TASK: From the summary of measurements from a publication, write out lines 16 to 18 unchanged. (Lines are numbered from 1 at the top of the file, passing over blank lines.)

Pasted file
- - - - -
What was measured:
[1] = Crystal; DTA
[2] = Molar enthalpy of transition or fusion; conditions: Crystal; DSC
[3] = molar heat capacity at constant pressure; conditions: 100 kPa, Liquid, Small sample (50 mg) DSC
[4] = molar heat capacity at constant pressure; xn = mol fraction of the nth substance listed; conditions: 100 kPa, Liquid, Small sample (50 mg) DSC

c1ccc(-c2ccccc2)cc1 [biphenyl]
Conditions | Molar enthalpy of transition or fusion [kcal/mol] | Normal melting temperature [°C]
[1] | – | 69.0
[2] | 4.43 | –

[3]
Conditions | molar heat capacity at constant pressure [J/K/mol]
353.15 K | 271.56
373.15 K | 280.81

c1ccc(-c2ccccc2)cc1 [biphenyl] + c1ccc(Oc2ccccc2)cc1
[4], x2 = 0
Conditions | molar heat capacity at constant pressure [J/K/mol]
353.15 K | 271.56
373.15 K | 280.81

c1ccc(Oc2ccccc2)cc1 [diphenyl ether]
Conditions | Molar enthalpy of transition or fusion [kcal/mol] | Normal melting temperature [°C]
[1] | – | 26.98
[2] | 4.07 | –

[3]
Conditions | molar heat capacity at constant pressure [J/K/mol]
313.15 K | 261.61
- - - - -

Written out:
Conditions | molar heat capacity at constant pressure [J/K/mol]
353.15 K | 271.56
373.15 K | 280.81